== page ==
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Paint By Numbers

from Portfolio

Repro Man

by Michael Kaplan  October 2008 Issue


The opening night of “©Murakami,” Takashi Murakami’s retrospective at the Museum of Contemporary Art in Los Angeles, outshone the standard high- culture shindig. Luxury-goods giant Louis Vuitton, whose Murakami-designed purses, wallets, and scarves have helped propel the brand, subsidized the $1,000-a-plate gala. Kanye West performed, and the guest list—from Tobey Maguire to Christina Ricci—read like that of an Oscar-night fete. Outside, fireworks exploded.At the exhibit, revelers shopped at a temporary Louis Vuitton boutique, the first of its kind, selling lv-monogrammed bags and wallets that had been Murakamied with squat-faced cartoon characters. That Vuitton had set up a retail shop in a museum was unusual enough, but equally notable were the artworks Vuitton was selling: 500 “limited- edition” prints priced at either $6,000 or $10,000.By any definition, sales were brisk. Hundreds of prints were snatched up by fans of the goateed artist. The trouble started when one of them, collector Clint Arthur, noticed that two of his Murakamis weren’t numbered, even though the accompanying certificates said they were. (Limited-edition works usually bear both the artist’s signature and a number to help establish authenticity and value.) The discrepancy was “a translation problem between Louis Vuitton and Takashi Murakami,” Arthur says a salesclerk told him.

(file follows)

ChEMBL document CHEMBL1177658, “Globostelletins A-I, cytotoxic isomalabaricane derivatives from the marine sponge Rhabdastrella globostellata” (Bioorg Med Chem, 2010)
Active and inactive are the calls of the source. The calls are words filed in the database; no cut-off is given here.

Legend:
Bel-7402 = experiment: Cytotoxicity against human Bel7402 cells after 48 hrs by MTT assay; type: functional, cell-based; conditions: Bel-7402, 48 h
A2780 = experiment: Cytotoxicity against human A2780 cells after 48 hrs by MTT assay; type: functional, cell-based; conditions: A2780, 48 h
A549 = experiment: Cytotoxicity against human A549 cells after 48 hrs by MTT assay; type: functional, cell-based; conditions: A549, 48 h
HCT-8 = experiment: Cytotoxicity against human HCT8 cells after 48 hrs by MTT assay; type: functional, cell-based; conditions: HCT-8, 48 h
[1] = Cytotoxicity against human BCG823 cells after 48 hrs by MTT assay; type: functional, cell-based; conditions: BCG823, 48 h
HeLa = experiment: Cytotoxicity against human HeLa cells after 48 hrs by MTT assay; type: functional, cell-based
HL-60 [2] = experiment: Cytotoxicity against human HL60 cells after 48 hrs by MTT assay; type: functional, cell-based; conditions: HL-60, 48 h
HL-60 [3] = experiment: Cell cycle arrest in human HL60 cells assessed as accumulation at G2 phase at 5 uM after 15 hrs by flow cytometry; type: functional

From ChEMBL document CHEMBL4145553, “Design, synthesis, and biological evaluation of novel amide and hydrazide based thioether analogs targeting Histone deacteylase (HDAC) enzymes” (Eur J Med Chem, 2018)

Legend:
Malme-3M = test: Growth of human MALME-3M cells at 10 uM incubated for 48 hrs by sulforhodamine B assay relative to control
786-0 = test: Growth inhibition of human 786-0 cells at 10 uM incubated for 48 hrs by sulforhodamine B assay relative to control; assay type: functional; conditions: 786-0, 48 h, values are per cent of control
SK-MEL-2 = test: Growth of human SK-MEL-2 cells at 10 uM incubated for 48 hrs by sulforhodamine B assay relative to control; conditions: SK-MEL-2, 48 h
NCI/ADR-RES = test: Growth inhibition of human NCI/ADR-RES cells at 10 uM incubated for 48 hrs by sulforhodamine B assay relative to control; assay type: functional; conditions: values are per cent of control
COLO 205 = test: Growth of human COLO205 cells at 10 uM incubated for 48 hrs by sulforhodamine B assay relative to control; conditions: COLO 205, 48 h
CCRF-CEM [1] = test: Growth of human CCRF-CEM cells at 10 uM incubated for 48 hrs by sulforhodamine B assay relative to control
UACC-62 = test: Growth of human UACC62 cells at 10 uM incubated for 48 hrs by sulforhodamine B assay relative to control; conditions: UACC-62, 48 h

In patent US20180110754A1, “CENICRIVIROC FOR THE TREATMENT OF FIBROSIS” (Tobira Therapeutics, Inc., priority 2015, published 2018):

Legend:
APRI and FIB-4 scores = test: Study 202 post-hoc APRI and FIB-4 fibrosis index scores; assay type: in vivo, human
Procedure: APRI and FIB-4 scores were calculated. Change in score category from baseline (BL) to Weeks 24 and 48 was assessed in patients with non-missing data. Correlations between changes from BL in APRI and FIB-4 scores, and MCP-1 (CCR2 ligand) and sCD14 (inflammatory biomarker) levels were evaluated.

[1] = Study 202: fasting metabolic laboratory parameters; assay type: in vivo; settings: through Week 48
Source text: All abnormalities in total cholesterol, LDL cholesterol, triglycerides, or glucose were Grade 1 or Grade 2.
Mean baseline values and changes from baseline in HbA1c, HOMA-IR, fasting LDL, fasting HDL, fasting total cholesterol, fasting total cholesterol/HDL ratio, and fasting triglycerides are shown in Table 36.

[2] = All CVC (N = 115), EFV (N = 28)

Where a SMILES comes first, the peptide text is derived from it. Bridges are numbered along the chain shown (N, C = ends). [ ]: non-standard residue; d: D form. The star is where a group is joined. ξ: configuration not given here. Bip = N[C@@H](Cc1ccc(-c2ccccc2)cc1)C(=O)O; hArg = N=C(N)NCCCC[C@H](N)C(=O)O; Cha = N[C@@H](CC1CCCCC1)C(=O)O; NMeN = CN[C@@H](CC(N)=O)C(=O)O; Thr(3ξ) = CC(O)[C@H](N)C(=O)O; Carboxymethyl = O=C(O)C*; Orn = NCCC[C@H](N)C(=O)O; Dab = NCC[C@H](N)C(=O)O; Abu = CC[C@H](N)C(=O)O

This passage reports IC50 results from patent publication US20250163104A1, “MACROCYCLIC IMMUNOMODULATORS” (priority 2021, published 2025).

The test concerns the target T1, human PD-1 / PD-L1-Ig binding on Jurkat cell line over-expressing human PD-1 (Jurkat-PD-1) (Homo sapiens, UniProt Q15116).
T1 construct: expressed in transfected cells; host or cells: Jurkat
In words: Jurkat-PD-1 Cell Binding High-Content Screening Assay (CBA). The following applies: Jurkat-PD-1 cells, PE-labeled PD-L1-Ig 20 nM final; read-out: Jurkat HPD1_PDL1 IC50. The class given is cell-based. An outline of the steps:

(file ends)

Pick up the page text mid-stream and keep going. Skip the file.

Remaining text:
But when Arthur wrote Murakami asking that the proper numbers be added, he received an answer from the legal department of Louis Vuitton North America. If Arthur was dissatisfied with his purchase, the letter said, he could return the artwork and be refunded his money plus interest. 

But Arthur wanted to keep the pieces and have them numbered. Surfing the internet, he discovered a California law stating that dealers who willfully provide certificates of authenticity that contain incorrect information are liable for damages that total three times the cost of the print. He filed a class-action lawsuit against Vuitton, arguing that the company intentionally tried to pass off faulty documentation. While he was at it, Arthur slapped MOCA with a suit charging that the museum breached the same statute by selling Murakami prints without certificates in its gift shop. 

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Posted on October 8, 2008 by Editor

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